Q&A: Talking ‘Gracie Fund for Pediatric Cancer’ with Yale’s Dr. Stephanie Massaro


Falsetta family

The returning New Canaan Combine—an athletic competition between the New Canaan Police and Fire Departments that also brings in community members to fundraise for a good cause—this year will benefit the Gracie Fund for Pediatric Cancer. That nonprofit organization, named for a local family’s 12-year-old daughter who was diagnosed with leukemia last year and is undergoing treatments, was created following talks with one of her caregivers, Yale New Haven Hospital and Yale School of Medicine’s Dr. Stephanie Massaro.

We spoke to Massaro on Sunday. Here’s a transcript of our conversation.


New Canaanite: Thank you for carving out some time to talk to me about the Gracie Fund. 

Dr. Stephanie Massaro

Dr. Stephanie Massaro: My pleasure. 

Before we start talking about your connection here to New Canaan with the Falsettas, could you please, for our readers, just tell us what it is you do and how you came to know the Falsetta family?

I am a pediatric hematologist, oncologist and palliative care provider at Yale New Haven Children’s Hospital. I’m an associate professor of Pediatrics at Yale University School of Medicine. I’ve been at Yale now since 2006, so I guess 17 years. I am now the director of the Pediatric Leukemia and Lymphoma Program as well as the Palliative Care Program. I’m the medical director for Pediatric Hematology Oncology at Yale New Haven Children’s Hospital. So I wear several different hats in the hospital. And in my role as leukemia provider, I met Grace and her family. 

And so we heard from Gracie’s dad, Chris, that you, Dr. Massaro, were helpful in identifying needs for kids undergoing treatment and their families. So can you tell us a little bit about what’s already in place in terms of services for those individuals, and also what are some of the areas that the Gracie Fund is designed to address?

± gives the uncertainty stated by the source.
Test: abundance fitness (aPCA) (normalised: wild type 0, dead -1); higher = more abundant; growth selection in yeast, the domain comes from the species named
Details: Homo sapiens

So I think in Connecticut, there are two academic institutions, Yale University, School of Medicine,and Yale New Haven Children’s Hospital, and then Connecticut Children’s Medical Center and its affiliation with University of Connecticut Medical School. These two academic institutions take care of all of the children in our state who have pediatric malignancies, blood disorders, nonmalignant blood disorders. And I think there are a handful of patients in Connecticut who end up seeking care in our neighboring states, either in New York or potentially in Massachusetts. Because we are a relatively small state, there are a lot of initiatives to help support children with cancer in the community. there’s  a lot of not for profit organizations that come from the grassroots efforts of families to be able to give back, particularly after they’ve had a similar experience to the Falsettas, with a child being ill. That said, there’s some overlap and there’s some absence. A lot of funds will help support families in the sense that one parent has to stop working, or in the sense of a single parent household, which can be financially devastating. And so a lot of organizations will try to fill in the gaps, provide financial support to make rent or car payment. Other organizations will see to the more targeted needs of children in terms of making sure they have what they need for the holidays and birthday celebrations and filling in the gaps in the absence of school and interactions with peers, giving opportunities for connection while they’re in hospital. And so there are a number of programs throughout our state that assist from the perspective of quality of life and getting through this portion of their care. There are also organizations that attempt to provide respite for families, to try to return them to a typical well state of a family of four or five and their normal activities—for example, on a weekend, seeing a baseball game. So there’s a lot of effort in our community, thankfully, to support children and their families who unfortunately were diagnosed with cancer. I think the Gracie Fund has come out of a similar want to support children with cancer and chronic illness who are struggling in one way or another, and I don’t think it necessarily has to do with financial resources. I think it has to do with representing our effort to really tend to quality of life. And I think that’s where the intersection of palliative care and oncology care for children come together, is recognizing sort of some of the things that many of us take for granted—like making sure we have all the medicines we need and that our medicines are organized so that we do our best to get our medicines in on a daily basis on time, there are no missed doses—and so that is one of the areas of interest that Chris and the Gracie Fund have shown in terms of supporting children and their families with simple medication management strategies, because we know particularly with pediatric leukemia—acute lymphoblastic leukemia, specifically—that medication compliance largely impacts outcome. And so, if children, particularly in the maintenance phase of chemotherapy, forget to take their daily medications, their risk of disease recurrence goes up. And so, it’s a targeted area because there’s a lot of variability in children’s ability to comply. And that is related to age and resources. And within the group of resources, and of course, influenced by age. is their family structure, their guardianship, and so any strategy we can embark on to help improve medication compliance will Inevitably impact our patients overall survivals and outcomes. Event-free survivals, overall survivals, and total outcomes. And so that’s an area that Chris is particularly interested in supporting. Another area that I think directly impacts quality of life is, uh, opportunities to provide relaxation and respite—massage therapy, Reiki therapy, aromatherapy, hypnotherapy. So some of the integrative medicine approaches that we tend to forget about for children, Chris and the Gracie Fund have been willing to support. It’s tricky post-COVID with some of the direct contact and who’s ready to have a massage and who’s not, who might be ready to go to a yoga class and who’s not. I think we’re emerging from the pandemic and folks are ready to get back to some of the way life was before. I think there are pretty focused efforts to bring these kinds of services for those interested in the medical oncology world, because as adults we can choose if that’s the right fit for us, but as a whole we kind of neglect integrative medicine for children. And so I think an area that needs attention, I’ll say, is integrative medicine for pediatric patients. And I think we’re starting with massage therapy and hopefully we can do some hypnotherapy training for our providers. At some institutions, children get through pretty painful procedures without sedation using hypnotherapy. So I think there’s a lot of opportunity to improve patient experience, reduce stress and anxiety in what are inevitably incredibly stressful and anxiety provoking clinic visits or hospital visits. And so the Gracie Fund has committed to trying to help expand that in this community. And that’s a largely unmet need.